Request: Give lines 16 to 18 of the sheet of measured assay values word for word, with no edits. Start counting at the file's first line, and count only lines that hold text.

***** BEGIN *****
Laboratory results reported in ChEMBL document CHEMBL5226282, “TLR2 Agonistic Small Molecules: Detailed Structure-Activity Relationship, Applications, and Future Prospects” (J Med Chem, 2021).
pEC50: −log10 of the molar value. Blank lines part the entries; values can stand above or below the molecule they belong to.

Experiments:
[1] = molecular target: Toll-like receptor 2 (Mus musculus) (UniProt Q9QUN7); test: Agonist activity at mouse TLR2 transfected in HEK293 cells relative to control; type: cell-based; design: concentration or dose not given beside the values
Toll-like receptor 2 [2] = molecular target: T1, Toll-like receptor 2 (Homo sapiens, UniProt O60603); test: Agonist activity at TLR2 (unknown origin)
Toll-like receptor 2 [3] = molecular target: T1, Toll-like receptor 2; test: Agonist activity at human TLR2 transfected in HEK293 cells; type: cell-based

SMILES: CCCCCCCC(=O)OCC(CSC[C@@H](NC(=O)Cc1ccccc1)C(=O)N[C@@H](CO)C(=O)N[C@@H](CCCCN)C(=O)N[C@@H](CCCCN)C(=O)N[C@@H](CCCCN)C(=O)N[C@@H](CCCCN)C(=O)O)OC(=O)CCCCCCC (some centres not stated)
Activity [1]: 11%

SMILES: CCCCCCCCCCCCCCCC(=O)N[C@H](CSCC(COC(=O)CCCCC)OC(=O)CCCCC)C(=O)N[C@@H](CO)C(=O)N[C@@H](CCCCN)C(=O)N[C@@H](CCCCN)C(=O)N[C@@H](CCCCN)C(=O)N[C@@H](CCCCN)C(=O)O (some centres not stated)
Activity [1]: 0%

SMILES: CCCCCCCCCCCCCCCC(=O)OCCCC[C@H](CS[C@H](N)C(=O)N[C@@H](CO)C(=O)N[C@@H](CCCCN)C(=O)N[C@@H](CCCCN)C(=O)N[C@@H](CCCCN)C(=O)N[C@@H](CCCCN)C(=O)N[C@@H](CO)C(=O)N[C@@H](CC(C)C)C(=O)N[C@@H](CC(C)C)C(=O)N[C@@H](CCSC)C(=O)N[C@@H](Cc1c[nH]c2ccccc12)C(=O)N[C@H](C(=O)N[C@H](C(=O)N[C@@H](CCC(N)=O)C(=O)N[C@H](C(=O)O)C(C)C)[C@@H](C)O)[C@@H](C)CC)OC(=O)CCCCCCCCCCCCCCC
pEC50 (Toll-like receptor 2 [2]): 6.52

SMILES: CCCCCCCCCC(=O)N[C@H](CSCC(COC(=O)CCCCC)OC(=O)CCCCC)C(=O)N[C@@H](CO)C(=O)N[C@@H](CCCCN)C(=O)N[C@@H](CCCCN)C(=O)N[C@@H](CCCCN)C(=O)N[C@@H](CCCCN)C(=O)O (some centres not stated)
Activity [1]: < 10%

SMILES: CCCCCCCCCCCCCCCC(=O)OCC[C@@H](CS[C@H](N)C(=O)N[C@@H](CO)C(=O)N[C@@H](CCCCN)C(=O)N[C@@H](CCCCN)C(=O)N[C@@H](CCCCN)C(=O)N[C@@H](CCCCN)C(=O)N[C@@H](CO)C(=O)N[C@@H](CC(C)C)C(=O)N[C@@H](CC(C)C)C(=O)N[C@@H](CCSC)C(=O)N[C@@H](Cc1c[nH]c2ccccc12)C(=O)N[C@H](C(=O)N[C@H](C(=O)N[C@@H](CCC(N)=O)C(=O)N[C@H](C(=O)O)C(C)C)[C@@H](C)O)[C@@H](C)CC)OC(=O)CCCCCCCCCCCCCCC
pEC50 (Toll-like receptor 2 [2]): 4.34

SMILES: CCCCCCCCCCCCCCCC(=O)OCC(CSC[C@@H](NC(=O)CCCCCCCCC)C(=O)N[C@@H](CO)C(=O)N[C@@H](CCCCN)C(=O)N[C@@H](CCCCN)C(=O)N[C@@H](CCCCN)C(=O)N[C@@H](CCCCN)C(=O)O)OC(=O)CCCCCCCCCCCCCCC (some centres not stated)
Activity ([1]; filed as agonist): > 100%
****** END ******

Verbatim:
pEC50 (Toll-like receptor 2 [2]): 4.34

SMILES: CCCCCCCCCCCCCCCC(=O)OCC(CSC[C@@H](NC(=O)CCCCCCCCC)C(=O)N[C@@H](CO)C(=O)N[C@@H](CCCCN)C(=O)N[C@@H](CCCCN)C(=O)N[C@@H](CCCCN)C(=O)N[C@@H](CCCCN)C(=O)O)OC(=O)CCCCCCCCCCCCCCC (some centres not stated)
Activity ([1]; filed as agonist): > 100%